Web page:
As an executive, very often your most limited resource is your own time. This concept, which I have personally used for many years, has three great benefits:
- Helps protect you from filling your schedule with meetings and events that are less than optimal toward meeting your business goals
- Used in reverse, helps you schedule time with other busy people
- Used in reverse, helps you secure the best possible people for your future projects
This may seem like extraordinary advantages for a time management technique, but it’s true and this is how it works.
The underlying concept behind this technique is that people are much more protective of their commitments and schedule in the near-time (the next two or three weeks), than they are of their far-time (out two or three months from now). The reason for this phenomenon is that people generally have a strong mental picture of their short term:
- Business commitments and work deliverables
- Longer range projects nearing their delivery dates
- Problems which have arisen and must be dealt with
- Unforeseen business opportunities that have seemingly come out of the blue
- Personal time commitments, such as doctor appointments and kids’ soccer games
- The uncomfortable feeling that your calendar is so filled with meetings that you will not have time to complete/perform the previously mentioned items
For all of these reasons, busy people are very protective of their short-term time because they can mentally calculate their short-term workload.
People’s far-time schedule is much less defined.
- Many business commitments and work deliverables have not yet been assigned
- Long range projects are still viewed as being long-range
- Future problems have not as of yet raised their ugly heads
- Unforeseen business opportunities are still unforeseen
- Doctor appointments have not yet been scheduled
- Children’s future soccer schedules have not yet been emailed to their parents
As a result of these future unknowns, peoples’ future calendars and time commitments always seem to be less overwhelming and thus, they are more willing to add meetings to their schedules and commit to personal deliverables.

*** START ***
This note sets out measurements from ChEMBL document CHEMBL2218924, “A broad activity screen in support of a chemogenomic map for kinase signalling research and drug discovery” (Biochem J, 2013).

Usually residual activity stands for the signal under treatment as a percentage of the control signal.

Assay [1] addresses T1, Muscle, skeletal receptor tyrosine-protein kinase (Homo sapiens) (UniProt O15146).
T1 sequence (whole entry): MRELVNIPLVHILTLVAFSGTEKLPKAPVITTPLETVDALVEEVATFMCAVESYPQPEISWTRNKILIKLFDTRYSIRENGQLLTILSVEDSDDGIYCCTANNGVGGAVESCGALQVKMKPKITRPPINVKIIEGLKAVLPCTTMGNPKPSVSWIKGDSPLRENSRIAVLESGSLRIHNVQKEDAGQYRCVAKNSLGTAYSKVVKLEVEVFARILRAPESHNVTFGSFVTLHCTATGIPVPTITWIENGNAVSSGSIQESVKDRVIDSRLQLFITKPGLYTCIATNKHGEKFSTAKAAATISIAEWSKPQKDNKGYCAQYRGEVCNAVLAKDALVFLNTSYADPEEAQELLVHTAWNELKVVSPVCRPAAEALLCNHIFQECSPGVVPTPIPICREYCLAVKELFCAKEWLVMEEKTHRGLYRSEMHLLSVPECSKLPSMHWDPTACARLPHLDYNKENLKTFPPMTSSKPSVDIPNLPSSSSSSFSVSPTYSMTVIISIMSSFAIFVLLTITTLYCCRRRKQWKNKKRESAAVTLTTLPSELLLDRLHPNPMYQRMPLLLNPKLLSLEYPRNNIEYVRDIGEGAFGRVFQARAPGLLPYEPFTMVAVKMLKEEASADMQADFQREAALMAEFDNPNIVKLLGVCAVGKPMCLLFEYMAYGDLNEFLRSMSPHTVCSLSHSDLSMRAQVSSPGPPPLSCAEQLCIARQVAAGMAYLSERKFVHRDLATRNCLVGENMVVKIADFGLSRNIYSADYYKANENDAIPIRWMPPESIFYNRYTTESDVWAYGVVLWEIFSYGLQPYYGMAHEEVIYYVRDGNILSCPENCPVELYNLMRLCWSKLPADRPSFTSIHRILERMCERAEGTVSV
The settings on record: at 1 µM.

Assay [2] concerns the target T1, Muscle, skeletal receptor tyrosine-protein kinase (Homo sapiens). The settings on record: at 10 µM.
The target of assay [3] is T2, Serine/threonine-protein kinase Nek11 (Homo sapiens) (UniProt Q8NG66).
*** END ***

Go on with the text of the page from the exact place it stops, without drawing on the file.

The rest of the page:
The suggestion here for you personally is to be as protective of your far-time as you are of your near-time. The reason is that time marches forward. Two or three months from now, today’s far-time, will become tomorrow’s near-time.
Regarding scheduling meetings with others, the further in the future that you try to schedule a meeting, the more likely it is that your meeting request will be accepted. There is, of course, the potential that the person will reschedule or cancel the meeting as time gets closer, but if they do, they will be less likely to cancel a second meeting. As an additional thought, when trying to schedule future meetings, be careful not to request days during known busy times for the person you are targeting. For example, if you would like to meet with the VP of Sales, don’t try to schedule the meeting the last week of the month, quarter, or year. He/she will most likely want to leave these times open to close pending deals within the current period. Requesting a meeting at these times shows a lack of understanding of their workflow.
Regarding securing the best future project resources, managers are generally more knowledgeable of their current resource requirements than their future resource needs because current projects have not yet run late, future requests have not yet been asked, and future production and business issues have not yet come to light.
Until next time, lead well, always communicate, and think business first and technology second.